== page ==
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Aust N Z J Psychiatry. 2016 Jun;50(6):584-93. doi: 10.1177/0004867415605171. Epub 2015 Sep 16.

Predictors of psychiatric readmission among patients with bipolar disorder at an academic safety-net hospital.

Author information

1
UT Center of Excellence on Mood Disorders, Department of Psychiatry and Behavioral Sciences, The University of Texas Medical School at Houston, Houston, TX, USA UTHealth Harris County Psychiatric Center, Department of Psychiatry and Behavioral Sciences, The University of Texas Medical School at Houston, Houston, TX, USA jane.e.hamilton@uth.tmc.edu.
2
UT Center of Excellence on Mood Disorders, Department of Psychiatry and Behavioral Sciences, The University of Texas Medical School at Houston, Houston, TX, USA Bipolar Disorder Program and Laboratory of Molecular Psychiatry, Federal University of Rio Grande do Sul, Porto Alegre, Brazil UTHealth Harris County Psychiatric Center, Department of Psychiatry and Behavioral Sciences, The University of Texas Medical School at Houston, Houston, TX, USA.
3
UT Center of Excellence on Mood Disorders, Department of Psychiatry and Behavioral Sciences, The University of Texas Medical School at Houston, Houston, TX, USA Graduate Program in Health and Behavior, Catholic University of Pelotas, Pelotas, RS, Brazil.
4
UTHealth Harris County Psychiatric Center, Department of Psychiatry and Behavioral Sciences, The University of Texas Medical School at Houston, Houston, TX, USA.
5
Center for Health Services Research, School of Public Health, The University of Texas Health Science Center at Houston, Houston, TX, USA UTHealth Harris County Psychiatric Center, Department of Psychiatry and Behavioral Sciences, The University of Texas Medical School at Houston, Houston, TX, USA.
6
UT Center of Excellence on Mood Disorders, Department of Psychiatry and Behavioral Sciences, The University of Texas Medical School at Houston, Houston, TX, USA UTHealth Harris County Psychiatric Center, Department of Psychiatry and Behavioral Sciences, The University of Texas Medical School at Houston, Houston, TX, USA.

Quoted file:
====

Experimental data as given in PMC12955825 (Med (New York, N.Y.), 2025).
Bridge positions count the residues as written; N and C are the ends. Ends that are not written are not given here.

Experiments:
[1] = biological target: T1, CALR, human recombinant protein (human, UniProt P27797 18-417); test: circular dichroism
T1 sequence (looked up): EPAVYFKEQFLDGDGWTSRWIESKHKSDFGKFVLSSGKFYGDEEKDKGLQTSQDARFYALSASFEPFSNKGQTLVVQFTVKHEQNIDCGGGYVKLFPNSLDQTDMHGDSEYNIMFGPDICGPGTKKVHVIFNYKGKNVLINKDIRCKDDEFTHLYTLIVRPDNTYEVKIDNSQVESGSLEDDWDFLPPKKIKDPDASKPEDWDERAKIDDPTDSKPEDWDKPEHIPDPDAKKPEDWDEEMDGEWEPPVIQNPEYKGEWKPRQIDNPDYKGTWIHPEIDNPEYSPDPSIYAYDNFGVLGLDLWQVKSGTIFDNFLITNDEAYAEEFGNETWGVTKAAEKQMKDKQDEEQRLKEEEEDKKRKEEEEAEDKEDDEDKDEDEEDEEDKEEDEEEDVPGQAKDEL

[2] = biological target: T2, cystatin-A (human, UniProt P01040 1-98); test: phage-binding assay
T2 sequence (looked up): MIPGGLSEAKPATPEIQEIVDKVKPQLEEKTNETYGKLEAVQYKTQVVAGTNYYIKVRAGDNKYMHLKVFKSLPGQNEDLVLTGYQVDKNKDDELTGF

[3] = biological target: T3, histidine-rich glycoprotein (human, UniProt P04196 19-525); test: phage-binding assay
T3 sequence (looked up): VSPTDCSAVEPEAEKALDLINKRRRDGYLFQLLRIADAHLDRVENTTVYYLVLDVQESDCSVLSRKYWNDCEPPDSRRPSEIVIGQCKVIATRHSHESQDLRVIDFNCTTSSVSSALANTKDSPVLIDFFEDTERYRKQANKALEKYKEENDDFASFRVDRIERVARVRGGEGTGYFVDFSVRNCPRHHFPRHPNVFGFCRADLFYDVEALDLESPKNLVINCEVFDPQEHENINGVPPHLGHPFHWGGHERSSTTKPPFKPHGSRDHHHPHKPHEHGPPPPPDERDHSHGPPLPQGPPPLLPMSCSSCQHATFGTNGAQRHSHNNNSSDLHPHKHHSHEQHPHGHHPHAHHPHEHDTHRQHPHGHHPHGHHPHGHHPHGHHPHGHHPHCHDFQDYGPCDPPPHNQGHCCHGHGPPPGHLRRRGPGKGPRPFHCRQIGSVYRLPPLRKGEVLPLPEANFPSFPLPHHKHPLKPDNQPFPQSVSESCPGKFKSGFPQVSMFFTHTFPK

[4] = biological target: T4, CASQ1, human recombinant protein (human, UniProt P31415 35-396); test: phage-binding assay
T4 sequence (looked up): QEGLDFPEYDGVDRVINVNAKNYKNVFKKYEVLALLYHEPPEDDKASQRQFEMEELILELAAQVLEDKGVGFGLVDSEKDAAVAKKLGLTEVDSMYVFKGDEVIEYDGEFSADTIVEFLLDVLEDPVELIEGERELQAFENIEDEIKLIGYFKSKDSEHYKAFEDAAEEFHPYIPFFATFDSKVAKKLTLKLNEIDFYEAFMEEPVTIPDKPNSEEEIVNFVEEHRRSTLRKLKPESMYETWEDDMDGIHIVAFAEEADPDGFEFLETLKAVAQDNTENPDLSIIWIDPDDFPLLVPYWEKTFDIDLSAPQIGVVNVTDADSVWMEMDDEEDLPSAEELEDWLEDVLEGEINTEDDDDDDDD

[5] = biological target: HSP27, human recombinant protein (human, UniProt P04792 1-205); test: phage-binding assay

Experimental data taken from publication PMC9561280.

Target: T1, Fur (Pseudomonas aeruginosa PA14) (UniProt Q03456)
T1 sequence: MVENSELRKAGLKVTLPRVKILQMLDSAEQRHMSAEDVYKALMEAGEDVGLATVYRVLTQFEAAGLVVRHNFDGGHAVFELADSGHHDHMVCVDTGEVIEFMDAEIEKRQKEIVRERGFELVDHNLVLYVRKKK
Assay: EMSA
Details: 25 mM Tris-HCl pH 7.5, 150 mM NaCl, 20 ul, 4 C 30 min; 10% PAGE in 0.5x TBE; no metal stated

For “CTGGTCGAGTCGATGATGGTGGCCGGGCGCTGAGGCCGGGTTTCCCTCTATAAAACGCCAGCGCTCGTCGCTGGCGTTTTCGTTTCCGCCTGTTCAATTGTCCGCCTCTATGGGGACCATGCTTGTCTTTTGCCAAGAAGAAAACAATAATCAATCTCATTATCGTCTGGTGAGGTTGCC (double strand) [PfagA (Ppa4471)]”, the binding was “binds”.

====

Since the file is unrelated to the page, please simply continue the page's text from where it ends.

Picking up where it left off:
Abstract

OBJECTIVE:

Even with treatment, approximately one-third of patients with bipolar disorder relapse into depression or mania within 1 year. Unfavorable clinical outcomes for patients with bipolar disorder include increased rates of psychiatric hospitalization and functional impairment. However, only a few studies have examined predictors of psychiatric hospital readmission in a sample of patients with bipolar disorder. The purpose of this study was to examine predictors of psychiatric readmission within 30 days, 90 days and 1 year of discharge among patients with bipolar disorder using a conceptual model adapted from Andersen's Behavioral Model of Health Service Use.

METHODS:

In this retrospective study, univariate and multivariate logistic regression analyses were conducted in a sample of 2443 adult patients with bipolar disorder who were consecutively admitted to a public psychiatric hospital in the United States from 1 January to 31 December 2013.

RESULTS:

In the multivariate models, several enabling and need factors were significantly associated with an increased risk of readmission across all time periods examined, including being uninsured, having ⩾3 psychiatric hospitalizations and having a lower Global Assessment of Functioning score. Additional factors associated with psychiatric readmission within 30 and 90 days of discharge included patient homelessness. Patient race/ethnicity, bipolar disorder type or a current manic episode did not significantly predict readmission across all time periods examined; however, patients who were male were more likely to readmit within 1 year. The 30-day and 1-year multivariate models showed the best model fit.

CONCLUSION:

Our study found enabling and need factors to be the strongest predictors of psychiatric readmission, suggesting that the prevention of psychiatric readmission for patients with bipolar disorder at safety-net hospitals may be best achieved by developing and implementing innovative transitional care initiatives that address the issues of multiple psychiatric hospitalizations, housing instability, insurance coverage and functional impairment.

KEYWORDS:

Bipolar disorder; functional impairment; multiple hospitalizations; psychiatric readmissions

PMID:
26377747
DOI:
10.1177/0004867415605171
[Indexed for MEDLINE]

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